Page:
African Art, Modern and Traditional


The concept of modern African art has always been difficult to define. The continent includes 54 countries. Each of them has its own unique culture, traditions and social structures.

It is almost impossible to define an exact representation of modern African art.

There are several key factors we can look at to understand what made the African art scene what it is today.

To begin to disassemble and give a more general idea, it is necessary to consider the origins of modern and traditional African art.

The Blackness or Postcolonialism

The Blackness was primarily a literary movement led by the writers Aimé Sezer, Léon Damas y Léopold Sédar Senghor who played a very important role in the development of modern African art. The art movement was founded in 1937 by a group of African art students in Paris, a city with a diverse and tolerant art scene. Later, a movement grew up around the world with the goal of criticizing colonialism and instilling respect for black and African culture.

One of the most important artists of this movement was an artist from Guyana. Aubrey Williams, an artist who often used abstraction as a means of avoiding stereotypes in the narrow Western view of African art. In addition, criticism of colonial regimes was often the subject of his work.

Decolonization was a long process that stretched over 50 years until South Africa gained independence. Another name that emerged from this struggle is that of the activist and sculptor Gonzalo Mabunda de Mozambique, who creates his work from weapons.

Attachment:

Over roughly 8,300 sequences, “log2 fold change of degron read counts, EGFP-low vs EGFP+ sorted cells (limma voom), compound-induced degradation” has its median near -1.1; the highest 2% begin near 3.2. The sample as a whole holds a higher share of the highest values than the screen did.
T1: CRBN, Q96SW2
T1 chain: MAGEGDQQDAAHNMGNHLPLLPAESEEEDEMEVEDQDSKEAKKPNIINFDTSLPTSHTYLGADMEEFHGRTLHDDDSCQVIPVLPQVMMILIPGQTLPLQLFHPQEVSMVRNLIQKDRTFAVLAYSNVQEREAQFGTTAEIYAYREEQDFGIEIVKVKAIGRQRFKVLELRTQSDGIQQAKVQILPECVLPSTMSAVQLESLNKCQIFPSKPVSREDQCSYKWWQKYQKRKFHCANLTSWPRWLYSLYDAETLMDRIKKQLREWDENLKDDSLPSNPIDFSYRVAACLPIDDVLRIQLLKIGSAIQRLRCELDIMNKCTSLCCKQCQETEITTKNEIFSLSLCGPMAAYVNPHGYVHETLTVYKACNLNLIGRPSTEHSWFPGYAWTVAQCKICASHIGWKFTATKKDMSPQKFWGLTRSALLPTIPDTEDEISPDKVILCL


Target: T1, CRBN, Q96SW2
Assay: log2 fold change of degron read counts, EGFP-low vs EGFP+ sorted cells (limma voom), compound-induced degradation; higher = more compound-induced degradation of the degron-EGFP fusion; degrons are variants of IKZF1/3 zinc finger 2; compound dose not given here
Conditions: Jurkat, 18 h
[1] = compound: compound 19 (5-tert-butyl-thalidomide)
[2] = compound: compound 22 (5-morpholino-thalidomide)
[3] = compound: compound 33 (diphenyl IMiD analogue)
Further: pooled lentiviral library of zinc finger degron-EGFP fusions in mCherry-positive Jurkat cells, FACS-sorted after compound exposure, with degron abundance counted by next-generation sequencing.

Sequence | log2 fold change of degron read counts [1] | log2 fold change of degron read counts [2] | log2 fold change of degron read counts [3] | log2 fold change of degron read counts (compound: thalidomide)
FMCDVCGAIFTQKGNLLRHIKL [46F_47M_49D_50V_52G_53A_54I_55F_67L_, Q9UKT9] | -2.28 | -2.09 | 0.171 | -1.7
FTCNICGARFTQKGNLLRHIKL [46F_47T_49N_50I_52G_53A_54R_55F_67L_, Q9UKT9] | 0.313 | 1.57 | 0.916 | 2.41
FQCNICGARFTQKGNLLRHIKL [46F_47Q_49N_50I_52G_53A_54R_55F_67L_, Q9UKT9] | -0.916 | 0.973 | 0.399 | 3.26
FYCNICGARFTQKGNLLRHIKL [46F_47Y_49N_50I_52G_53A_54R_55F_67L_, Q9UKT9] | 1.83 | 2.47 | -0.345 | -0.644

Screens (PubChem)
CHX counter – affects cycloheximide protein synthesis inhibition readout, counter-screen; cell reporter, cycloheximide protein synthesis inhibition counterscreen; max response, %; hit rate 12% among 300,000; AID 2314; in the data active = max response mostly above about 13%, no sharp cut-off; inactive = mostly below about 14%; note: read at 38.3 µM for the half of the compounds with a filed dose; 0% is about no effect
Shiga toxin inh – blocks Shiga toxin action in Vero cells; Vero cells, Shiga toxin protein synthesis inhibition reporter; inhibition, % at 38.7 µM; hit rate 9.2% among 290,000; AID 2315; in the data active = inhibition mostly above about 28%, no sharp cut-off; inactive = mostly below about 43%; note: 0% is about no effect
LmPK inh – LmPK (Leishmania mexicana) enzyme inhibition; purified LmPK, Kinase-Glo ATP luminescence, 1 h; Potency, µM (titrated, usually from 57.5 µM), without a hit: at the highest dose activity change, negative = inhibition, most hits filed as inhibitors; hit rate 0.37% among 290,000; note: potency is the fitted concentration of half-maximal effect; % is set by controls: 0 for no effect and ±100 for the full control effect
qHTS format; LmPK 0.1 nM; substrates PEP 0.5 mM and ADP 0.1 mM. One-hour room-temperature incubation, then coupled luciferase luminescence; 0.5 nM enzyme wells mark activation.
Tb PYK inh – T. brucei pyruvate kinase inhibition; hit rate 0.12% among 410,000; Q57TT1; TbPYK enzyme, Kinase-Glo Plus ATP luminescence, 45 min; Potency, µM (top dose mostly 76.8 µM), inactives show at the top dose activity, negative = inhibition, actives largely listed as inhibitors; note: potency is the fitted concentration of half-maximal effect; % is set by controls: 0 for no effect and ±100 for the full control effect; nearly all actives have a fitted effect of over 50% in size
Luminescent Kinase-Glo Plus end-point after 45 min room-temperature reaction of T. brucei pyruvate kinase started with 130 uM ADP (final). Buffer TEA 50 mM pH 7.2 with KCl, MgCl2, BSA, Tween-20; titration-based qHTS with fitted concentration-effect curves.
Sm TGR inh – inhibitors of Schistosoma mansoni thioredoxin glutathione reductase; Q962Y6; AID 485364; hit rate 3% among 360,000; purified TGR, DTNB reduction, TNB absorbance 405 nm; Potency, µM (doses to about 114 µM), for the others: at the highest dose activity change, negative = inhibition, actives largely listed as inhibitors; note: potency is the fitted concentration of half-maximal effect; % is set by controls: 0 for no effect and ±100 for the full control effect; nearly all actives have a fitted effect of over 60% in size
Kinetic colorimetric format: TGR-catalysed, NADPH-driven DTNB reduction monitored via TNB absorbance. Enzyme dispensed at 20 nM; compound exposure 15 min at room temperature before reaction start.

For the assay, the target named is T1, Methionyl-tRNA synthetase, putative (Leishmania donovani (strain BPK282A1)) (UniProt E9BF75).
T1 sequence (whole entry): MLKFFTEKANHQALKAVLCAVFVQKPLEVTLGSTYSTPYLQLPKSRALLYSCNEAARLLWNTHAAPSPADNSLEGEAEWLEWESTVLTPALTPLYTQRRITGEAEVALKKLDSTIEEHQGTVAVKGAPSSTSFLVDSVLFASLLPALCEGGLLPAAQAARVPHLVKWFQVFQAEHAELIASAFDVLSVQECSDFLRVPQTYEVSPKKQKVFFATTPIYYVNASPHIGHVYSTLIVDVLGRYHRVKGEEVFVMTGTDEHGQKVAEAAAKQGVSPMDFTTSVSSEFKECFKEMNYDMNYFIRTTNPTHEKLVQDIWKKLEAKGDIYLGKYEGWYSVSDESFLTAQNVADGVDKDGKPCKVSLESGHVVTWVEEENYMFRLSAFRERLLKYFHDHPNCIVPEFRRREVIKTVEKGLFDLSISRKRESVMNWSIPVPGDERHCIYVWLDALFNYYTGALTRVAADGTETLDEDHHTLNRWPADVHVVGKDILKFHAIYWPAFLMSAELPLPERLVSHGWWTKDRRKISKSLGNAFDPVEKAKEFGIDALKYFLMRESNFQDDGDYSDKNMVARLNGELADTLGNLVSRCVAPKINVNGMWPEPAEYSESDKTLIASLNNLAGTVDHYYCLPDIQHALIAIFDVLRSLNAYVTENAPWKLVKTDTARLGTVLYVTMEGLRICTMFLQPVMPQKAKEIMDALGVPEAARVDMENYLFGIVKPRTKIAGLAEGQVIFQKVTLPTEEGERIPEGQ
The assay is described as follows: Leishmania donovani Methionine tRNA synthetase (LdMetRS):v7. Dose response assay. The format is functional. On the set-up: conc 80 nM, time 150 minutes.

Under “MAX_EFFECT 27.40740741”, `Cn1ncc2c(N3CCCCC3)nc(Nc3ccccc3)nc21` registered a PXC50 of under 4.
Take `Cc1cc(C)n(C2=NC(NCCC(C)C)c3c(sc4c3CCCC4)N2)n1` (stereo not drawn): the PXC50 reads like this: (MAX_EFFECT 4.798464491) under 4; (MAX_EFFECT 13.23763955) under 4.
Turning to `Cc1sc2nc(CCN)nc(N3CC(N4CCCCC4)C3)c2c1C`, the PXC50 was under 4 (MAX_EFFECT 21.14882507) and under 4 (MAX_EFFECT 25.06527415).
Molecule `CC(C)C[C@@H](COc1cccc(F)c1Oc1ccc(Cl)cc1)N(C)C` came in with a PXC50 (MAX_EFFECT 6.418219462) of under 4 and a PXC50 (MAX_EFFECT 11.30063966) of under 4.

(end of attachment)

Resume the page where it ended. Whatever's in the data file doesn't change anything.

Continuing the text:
With the advent of the end of the XNUMXth century, several exhibitions of traditional and modern African art began to be held in the West. They were fundamental to the popularization of African art on the other side of the world.

Throne of the World Exhibition

In 1989, the Center Pompidou de Paris opened an exhibition of earth benders who explored various forms of art from outside the Western world, which served as the impetus for several other key African exhibitions aimed at educating and celebrating modern African art and artists.

Commissioned by African curators, the Whitechapel Gallery exhibited art by 60 artists as a guide to the history of modern African art, opening doors to modernity and expansion. Now more and more global art venues continue to host fairs and exhibitions of modern and traditional African art.

Zeitz Museum of Contemporary Art de Africa en Cape Town, South Africa has become the heart of modern African art. Another center for modern African art is the Museum of Contemporary African Art Al Maaden en Marrakesh, Morocco. Founded in 2018, the art museum houses an incredible permanent collection of African art. In addition to this, it hosts many ever-changing exhibitions featuring African artists.

And while African art continues to expand rapidly, it remains only a small part of the art market, still recovering from the cultural and economic damage caused by centuries of colonialism. But with the incredible diversity of contemporary artists emerging on the continent, as well as the development of contemporary cultural spaces, there is no doubt that this is only the beginning of the world’s leading art scene.


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